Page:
“The challenge was just being vulnerable with what we were feeling and stepping into Wakanda without our King, which is one of the most difficult things we could’ve done,” Wright told Bet.com. “As I felt that difficulty, I allowed that to pour into Shuri—when you’re hit with losing someone, the inner circle feels it first before it starts to get to the outer circle. The people who love T’Challa the most would feel it, so I allowed what I felt to pour into Shuri and for us to follow her journey into womanhood.”
Initially, Shuri is not interested in taking over the Black Panther mantle, she doesn’t even really believe in the Ancestral Plane. But when her mother, Queen Ramonda, dies at the hands of Wakanda’s new enemy, Namor, (played by Tenoch Huerta), the African nation needs the power of the Black Panther to defend itself from this very formidable enemy. Little does Namor know, he gifts Shuri with the missing ingredient necessary to reinvigorate the Heart-Shaped Herb. Shuri undergoes the ritual to turn herself into the Black Panther—which involves going to the Ancestral Plane and consulting dead relatives in the afterlife.
Shuri is shocked to find Killmonger, the antagonist of the first Black Panther movie from 2018 there in the Ancestral Plane. He says T’Challa’s mercy made him “too noble” and therefore weak, so he tries to convince Shuri to do what needs to be done and destroy Namor. Returning to consciousness, Shuri tells Nakia (Lupita Nyong’o) the brew didn’t work but it’s clear she’s got super strength and thus creates her Black Panther own suit. In the final showdown with Namor, Shuri nearly kills her enemy as Killmonger encourages, but instead shows mercy when a vision of her mother, Ramonda, convinces her to spare him.
“Letitia was hired because she, No. 1, was a great actor, but No. 2, she provided a levity to the film,” the president of Marvel Studios Kevin Feige told Variety. “Now the entire weight of the movie and of the kingdom of Wakanda was on her shoulders in the next movie in a way that obviously no one expected.”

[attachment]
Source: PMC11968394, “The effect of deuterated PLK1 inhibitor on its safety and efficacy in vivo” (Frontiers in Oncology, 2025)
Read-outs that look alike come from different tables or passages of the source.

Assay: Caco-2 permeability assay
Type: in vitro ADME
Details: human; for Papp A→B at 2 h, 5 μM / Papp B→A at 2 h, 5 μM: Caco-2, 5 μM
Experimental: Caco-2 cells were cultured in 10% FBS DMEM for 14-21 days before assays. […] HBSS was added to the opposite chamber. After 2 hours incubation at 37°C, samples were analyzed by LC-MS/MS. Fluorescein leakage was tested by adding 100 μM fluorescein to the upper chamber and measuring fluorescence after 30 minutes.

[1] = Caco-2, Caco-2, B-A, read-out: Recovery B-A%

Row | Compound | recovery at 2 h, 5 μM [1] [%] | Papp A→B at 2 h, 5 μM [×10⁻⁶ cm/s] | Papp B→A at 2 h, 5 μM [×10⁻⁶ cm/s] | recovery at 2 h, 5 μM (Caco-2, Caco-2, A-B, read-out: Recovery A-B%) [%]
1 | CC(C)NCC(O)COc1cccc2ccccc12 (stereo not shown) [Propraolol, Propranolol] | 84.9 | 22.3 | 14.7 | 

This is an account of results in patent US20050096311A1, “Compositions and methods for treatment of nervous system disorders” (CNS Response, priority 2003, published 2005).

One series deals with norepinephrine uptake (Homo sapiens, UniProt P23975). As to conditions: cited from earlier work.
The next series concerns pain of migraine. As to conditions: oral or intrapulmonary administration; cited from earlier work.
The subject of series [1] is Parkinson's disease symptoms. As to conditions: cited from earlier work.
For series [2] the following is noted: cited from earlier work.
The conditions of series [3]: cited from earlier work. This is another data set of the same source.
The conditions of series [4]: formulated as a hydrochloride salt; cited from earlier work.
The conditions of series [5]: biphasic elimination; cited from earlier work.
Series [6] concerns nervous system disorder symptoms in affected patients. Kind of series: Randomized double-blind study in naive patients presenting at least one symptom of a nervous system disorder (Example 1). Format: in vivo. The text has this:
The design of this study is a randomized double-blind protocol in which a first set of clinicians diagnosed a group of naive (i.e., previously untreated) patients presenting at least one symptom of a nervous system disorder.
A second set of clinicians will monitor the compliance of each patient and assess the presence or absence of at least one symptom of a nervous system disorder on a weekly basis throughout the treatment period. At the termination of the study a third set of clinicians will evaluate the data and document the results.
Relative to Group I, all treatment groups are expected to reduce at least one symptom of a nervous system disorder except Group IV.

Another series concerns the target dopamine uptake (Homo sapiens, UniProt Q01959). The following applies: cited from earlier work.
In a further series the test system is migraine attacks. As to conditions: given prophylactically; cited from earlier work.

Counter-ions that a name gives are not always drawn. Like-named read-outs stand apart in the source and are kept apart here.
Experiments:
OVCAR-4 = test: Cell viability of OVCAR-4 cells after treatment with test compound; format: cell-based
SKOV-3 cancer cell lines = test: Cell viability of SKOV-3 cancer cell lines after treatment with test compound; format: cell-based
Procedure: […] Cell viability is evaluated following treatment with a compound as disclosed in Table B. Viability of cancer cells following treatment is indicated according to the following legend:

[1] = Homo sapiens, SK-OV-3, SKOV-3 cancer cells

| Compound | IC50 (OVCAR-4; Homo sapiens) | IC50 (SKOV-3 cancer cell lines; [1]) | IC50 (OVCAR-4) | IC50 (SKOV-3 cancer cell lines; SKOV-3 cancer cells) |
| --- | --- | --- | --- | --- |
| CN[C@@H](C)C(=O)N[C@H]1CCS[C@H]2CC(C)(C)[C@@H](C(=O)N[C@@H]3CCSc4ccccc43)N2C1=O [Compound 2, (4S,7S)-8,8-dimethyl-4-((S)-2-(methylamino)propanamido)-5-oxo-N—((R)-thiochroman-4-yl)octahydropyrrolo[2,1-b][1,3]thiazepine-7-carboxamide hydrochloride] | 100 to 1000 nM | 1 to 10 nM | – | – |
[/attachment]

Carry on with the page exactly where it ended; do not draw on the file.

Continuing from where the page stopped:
What are Shuri’s Black Panther powers?
What are Shuri’s Black Panther powers? They’re similar to those that have come before her: super strength, stamina, power absorption, nanotechnology enhancements and other superpowered physical characteristics that make her comparable to T’Challa and Killmonger. This, of course, is paired with her existing genius-level intellect, so that’s an edge she has over both of them. She’s also upgraded the suit to include panther-shaped gauntlets that can fire sonic blasts, so Black Panther now has ranged attacks as well as being deadly in close quarters.
Will there be a Black Panther 3?
Will there be a Black Panther 3? Nothing finite has been announced but Wakanda Forever producer Nate Moore told Variety plenty of ideas were floating around as to where to take the Wakandan story next. “This world is expansive, and there are so many great characters,” Moore says. “Beyond what happens with this film, there are more opportunities to go back to Wakanda.”
Marvel Studios President Kevin Feige backed up this statement. “I go back to what I said when we decided to make Wakanda Forever after losing Chad,” Feige said. “This mythology and this ensemble and these characters deserve to continue and will continue after all of us are gone, I hope, and will continue forever in movies the way it has in comics for 50-plus years.”
For more about Black Panther and Chadwick Boseman, read Mia Johnson’s 2020 biography, Chadwick Boseman: Forever Our King. The book, which was published four months after Boseman’s death from colon cancer on August 28, 2020 at the age of 43, takes Marvel fans through Boseman’s career and life from how he was cast as King T’Challa in the Marvel Cinematic Universe’s Black Panther franchise to his secret diagnosis with colon cancer in 2016, two years before the premiere of the first Black Panther movie. The biography—which donates a portion of its proceeds to Fight Colorectal Cancer, an organization dedicated to researching and raising awareness around rectal cancer—also includes dozens of full-color photographs and details about Boseman’s childhood in South Carolina and his final days before his death. “If you love Chadwick Boseman, and who doesn’t, you need this book,” one reviewer wrote.